Just two days after #BlackOutTuesday, McDonald’s has released a powerful :60-second ad created by AOR Wieden + Kennedy New York that directly pays tribute to seven Black Americans killed by police or shot to death while unarmed: Trayvon Martin, Michael BroI Michael Brown, Alton Sterling, Botham Jean, Atatiana Jefferson, Ahmaud Arbery and George Floyd.
McDonald’s posted the ad on its social platforms and announced it will be donating $1 million to the National Urban League and the NAACP.
Floyd was murdered on May 25 by Minneapolis police officer Derek Chauvin who held his knee on Floyd’s neck for 8 minutes. Threes of those minutes Floyd was unconscious. His final words of “I can’t breathe” has now become a rallying cry for protesters around the world.
Chauvin, originally charged with third-degree murder, which is killing without intent, saw those charges upgraded to second-degree murder Wednesday and the three other cops – Alexander Kueng, Tou Thao and Thomas Lane are also in custody.
Monday, we reported on brands finally taking a stand against racism and injustice based on color and now the Chicago-based company has stepped up in a big way.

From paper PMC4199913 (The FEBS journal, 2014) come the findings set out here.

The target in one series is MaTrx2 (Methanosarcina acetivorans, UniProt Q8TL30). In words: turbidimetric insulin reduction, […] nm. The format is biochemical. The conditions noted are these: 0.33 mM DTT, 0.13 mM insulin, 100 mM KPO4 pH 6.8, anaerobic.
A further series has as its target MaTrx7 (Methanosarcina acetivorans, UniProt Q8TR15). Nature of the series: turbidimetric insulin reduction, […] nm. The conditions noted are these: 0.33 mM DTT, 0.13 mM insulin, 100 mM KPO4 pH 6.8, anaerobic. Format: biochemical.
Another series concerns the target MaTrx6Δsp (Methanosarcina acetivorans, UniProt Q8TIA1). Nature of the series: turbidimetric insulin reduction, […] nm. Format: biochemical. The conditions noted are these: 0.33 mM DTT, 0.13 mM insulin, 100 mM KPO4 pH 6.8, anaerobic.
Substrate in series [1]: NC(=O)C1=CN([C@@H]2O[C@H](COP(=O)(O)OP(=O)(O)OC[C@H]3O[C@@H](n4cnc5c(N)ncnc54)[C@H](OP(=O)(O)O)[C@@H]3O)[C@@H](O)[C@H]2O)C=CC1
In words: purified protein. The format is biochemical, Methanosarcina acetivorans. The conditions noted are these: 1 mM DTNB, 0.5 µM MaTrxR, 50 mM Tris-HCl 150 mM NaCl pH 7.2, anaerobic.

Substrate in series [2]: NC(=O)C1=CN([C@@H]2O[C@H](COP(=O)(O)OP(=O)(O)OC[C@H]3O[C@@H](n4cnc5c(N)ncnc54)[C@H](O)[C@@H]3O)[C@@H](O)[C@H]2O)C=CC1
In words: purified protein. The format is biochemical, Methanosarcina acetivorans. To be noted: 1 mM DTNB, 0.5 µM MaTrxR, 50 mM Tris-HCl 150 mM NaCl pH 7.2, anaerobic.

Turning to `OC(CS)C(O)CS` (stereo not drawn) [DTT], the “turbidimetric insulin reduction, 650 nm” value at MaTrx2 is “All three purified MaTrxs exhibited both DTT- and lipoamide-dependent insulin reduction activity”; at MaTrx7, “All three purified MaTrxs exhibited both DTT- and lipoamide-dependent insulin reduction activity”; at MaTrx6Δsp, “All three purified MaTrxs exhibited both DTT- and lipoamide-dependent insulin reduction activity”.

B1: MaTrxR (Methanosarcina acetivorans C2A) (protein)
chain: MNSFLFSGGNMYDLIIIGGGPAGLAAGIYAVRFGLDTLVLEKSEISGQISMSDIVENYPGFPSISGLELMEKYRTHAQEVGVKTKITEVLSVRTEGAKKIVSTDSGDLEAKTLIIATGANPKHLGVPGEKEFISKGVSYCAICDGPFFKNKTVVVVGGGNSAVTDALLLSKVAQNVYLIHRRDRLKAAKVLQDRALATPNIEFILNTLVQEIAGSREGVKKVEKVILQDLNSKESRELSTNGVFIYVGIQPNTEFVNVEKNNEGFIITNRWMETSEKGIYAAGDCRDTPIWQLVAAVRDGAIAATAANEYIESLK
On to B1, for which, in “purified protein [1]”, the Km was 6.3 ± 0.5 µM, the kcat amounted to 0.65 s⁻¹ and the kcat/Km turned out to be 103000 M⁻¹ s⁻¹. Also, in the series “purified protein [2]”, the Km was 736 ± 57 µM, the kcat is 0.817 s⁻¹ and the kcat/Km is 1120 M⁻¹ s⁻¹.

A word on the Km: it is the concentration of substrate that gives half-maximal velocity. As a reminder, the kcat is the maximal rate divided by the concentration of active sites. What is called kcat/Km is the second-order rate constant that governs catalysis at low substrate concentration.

The spot begins by listing their names, then includes a message of solidarity with the victims, their loved ones and the protesters demonstrating around the world.
The ad comes just two days after Blackout Tuesday, a social media movement that began with music streaming services from major digital media platforms including Apple Music, Amazon Music, YouTube Music and Spotify made their channels dark in support of the protests.
Consumers also took to Instagram to share black squares, a virtual billboard for the cause. Many people also shared black squares promoting the human rights movement Black Lives Matter and suggested places to donate. The final slide in McDonald’s video is reminiscent of this social media phenomenon.
The ad also follows Nike’s recent “For Once, Don’t Do It” ad (also created by Wieden) that features a black background and white text with a message that asks people not to “pretend there is not a problem in America” and not to turn their backs on fighting racism.
While Nike’s latest spot has so far been perceived as mostly positive, according to Marketing Dive, the new McDonald’s ad has already faced some criticism for being “hypocritical.” McDonald’s employees in 20 cities went on strike to pressure the chain into improving protections for employees during the COVID-19 pandemic.
A tweet in the comments section by the ACLU argues that McDonald’s is perpetuating racism and oppressing by failing to protect the health of its workers.